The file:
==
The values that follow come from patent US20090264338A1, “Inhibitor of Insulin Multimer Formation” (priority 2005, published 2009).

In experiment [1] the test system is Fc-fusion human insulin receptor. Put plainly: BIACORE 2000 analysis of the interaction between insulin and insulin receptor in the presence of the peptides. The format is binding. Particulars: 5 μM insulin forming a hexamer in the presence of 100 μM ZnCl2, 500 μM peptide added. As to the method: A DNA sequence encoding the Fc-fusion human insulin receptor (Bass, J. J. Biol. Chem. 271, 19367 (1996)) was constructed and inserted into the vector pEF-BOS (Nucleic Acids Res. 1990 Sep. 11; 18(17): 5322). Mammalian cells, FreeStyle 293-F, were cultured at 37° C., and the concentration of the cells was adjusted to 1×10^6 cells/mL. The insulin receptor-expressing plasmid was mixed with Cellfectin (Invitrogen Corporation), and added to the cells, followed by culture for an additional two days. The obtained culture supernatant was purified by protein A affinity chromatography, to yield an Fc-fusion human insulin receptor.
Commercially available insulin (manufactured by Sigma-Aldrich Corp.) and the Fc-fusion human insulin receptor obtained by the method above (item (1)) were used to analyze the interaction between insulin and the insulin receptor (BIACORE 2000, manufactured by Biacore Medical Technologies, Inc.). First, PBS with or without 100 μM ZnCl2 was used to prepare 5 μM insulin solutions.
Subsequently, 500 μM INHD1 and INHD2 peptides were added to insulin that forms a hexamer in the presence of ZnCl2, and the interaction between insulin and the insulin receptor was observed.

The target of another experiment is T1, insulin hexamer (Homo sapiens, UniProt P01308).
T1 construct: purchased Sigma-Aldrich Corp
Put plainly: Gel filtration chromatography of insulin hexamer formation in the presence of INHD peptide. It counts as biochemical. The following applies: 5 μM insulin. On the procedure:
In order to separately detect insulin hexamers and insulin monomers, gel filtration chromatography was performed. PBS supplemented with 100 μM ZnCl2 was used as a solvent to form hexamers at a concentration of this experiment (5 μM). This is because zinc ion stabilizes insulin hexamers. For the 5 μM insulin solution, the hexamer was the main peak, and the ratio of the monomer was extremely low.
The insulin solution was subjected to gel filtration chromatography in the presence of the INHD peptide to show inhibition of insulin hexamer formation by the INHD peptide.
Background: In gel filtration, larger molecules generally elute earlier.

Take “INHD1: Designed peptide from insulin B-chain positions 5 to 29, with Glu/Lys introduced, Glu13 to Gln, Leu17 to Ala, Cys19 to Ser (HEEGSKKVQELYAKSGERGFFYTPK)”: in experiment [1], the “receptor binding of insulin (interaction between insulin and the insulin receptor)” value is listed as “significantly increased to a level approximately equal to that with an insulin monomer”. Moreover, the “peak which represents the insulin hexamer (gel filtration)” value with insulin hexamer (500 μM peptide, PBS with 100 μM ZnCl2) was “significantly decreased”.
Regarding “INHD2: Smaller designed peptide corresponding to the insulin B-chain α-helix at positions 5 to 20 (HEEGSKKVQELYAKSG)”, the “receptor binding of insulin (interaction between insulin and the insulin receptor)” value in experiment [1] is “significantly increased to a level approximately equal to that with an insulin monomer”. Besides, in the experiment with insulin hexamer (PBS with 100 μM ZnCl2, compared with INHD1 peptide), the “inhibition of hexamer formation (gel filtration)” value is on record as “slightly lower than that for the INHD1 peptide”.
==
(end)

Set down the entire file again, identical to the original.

The values that follow come from patent US20090264338A1, “Inhibitor of Insulin Multimer Formation” (priority 2005, published 2009).

In experiment [1] the test system is Fc-fusion human insulin receptor. Put plainly: BIACORE 2000 analysis of the interaction between insulin and insulin receptor in the presence of the peptides. The format is binding. Particulars: 5 μM insulin forming a hexamer in the presence of 100 μM ZnCl2, 500 μM peptide added. As to the method: A DNA sequence encoding the Fc-fusion human insulin receptor (Bass, J. J. Biol. Chem. 271, 19367 (1996)) was constructed and inserted into the vector pEF-BOS (Nucleic Acids Res. 1990 Sep. 11; 18(17): 5322). Mammalian cells, FreeStyle 293-F, were cultured at 37° C., and the concentration of the cells was adjusted to 1×10^6 cells/mL. The insulin receptor-expressing plasmid was mixed with Cellfectin (Invitrogen Corporation), and added to the cells, followed by culture for an additional two days. The obtained culture supernatant was purified by protein A affinity chromatography, to yield an Fc-fusion human insulin receptor.
Commercially available insulin (manufactured by Sigma-Aldrich Corp.) and the Fc-fusion human insulin receptor obtained by the method above (item (1)) were used to analyze the interaction between insulin and the insulin receptor (BIACORE 2000, manufactured by Biacore Medical Technologies, Inc.). First, PBS with or without 100 μM ZnCl2 was used to prepare 5 μM insulin solutions.
Subsequently, 500 μM INHD1 and INHD2 peptides were added to insulin that forms a hexamer in the presence of ZnCl2, and the interaction between insulin and the insulin receptor was observed.

The target of another experiment is T1, insulin hexamer (Homo sapiens, UniProt P01308).
T1 construct: purchased Sigma-Aldrich Corp
Put plainly: Gel filtration chromatography of insulin hexamer formation in the presence of INHD peptide. It counts as biochemical. The following applies: 5 μM insulin. On the procedure:
In order to separately detect insulin hexamers and insulin monomers, gel filtration chromatography was performed. PBS supplemented with 100 μM ZnCl2 was used as a solvent to form hexamers at a concentration of this experiment (5 μM). This is because zinc ion stabilizes insulin hexamers. For the 5 μM insulin solution, the hexamer was the main peak, and the ratio of the monomer was extremely low.
The insulin solution was subjected to gel filtration chromatography in the presence of the INHD peptide to show inhibition of insulin hexamer formation by the INHD peptide.
Background: In gel filtration, larger molecules generally elute earlier.

Take “INHD1: Designed peptide from insulin B-chain positions 5 to 29, with Glu/Lys introduced, Glu13 to Gln, Leu17 to Ala, Cys19 to Ser (HEEGSKKVQELYAKSGERGFFYTPK)”: in experiment [1], the “receptor binding of insulin (interaction between insulin and the insulin receptor)” value is listed as “significantly increased to a level approximately equal to that with an insulin monomer”. Moreover, the “peak which represents the insulin hexamer (gel filtration)” value with insulin hexamer (500 μM peptide, PBS with 100 μM ZnCl2) was “significantly decreased”.
Regarding “INHD2: Smaller designed peptide corresponding to the insulin B-chain α-helix at positions 5 to 20 (HEEGSKKVQELYAKSG)”, the “receptor binding of insulin (interaction between insulin and the insulin receptor)” value in experiment [1] is “significantly increased to a level approximately equal to that with an insulin monomer”. Besides, in the experiment with insulin hexamer (PBS with 100 μM ZnCl2, compared with INHD1 peptide), the “inhibition of hexamer formation (gel filtration)” value is on record as “slightly lower than that for the INHD1 peptide”.